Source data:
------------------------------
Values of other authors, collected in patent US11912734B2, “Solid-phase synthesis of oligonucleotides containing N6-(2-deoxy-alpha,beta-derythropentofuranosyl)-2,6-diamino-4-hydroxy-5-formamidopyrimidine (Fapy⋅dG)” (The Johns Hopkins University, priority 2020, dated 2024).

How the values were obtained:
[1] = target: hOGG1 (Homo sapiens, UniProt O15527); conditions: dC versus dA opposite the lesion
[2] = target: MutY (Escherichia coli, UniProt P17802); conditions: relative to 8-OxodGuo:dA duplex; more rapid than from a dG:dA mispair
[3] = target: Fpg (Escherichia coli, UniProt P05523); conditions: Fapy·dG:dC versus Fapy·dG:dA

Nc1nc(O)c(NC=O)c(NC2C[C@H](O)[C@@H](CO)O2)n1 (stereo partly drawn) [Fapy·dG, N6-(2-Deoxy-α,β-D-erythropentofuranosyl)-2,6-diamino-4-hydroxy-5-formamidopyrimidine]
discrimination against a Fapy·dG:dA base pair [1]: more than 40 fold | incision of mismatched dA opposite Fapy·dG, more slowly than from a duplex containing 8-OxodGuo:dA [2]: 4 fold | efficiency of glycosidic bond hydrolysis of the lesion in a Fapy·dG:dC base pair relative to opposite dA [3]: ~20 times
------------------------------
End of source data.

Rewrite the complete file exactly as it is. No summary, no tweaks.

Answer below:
Values of other authors, collected in patent US11912734B2, “Solid-phase synthesis of oligonucleotides containing N6-(2-deoxy-alpha,beta-derythropentofuranosyl)-2,6-diamino-4-hydroxy-5-formamidopyrimidine (Fapy⋅dG)” (The Johns Hopkins University, priority 2020, dated 2024).

How the values were obtained:
[1] = target: hOGG1 (Homo sapiens, UniProt O15527); conditions: dC versus dA opposite the lesion
[2] = target: MutY (Escherichia coli, UniProt P17802); conditions: relative to 8-OxodGuo:dA duplex; more rapid than from a dG:dA mispair
[3] = target: Fpg (Escherichia coli, UniProt P05523); conditions: Fapy·dG:dC versus Fapy·dG:dA

Nc1nc(O)c(NC=O)c(NC2C[C@H](O)[C@@H](CO)O2)n1 (stereo partly drawn) [Fapy·dG, N6-(2-Deoxy-α,β-D-erythropentofuranosyl)-2,6-diamino-4-hydroxy-5-formamidopyrimidine]
discrimination against a Fapy·dG:dA base pair [1]: more than 40 fold | incision of mismatched dA opposite Fapy·dG, more slowly than from a duplex containing 8-OxodGuo:dA [2]: 4 fold | efficiency of glycosidic bond hydrolysis of the lesion in a Fapy·dG:dC base pair relative to opposite dA [3]: ~20 times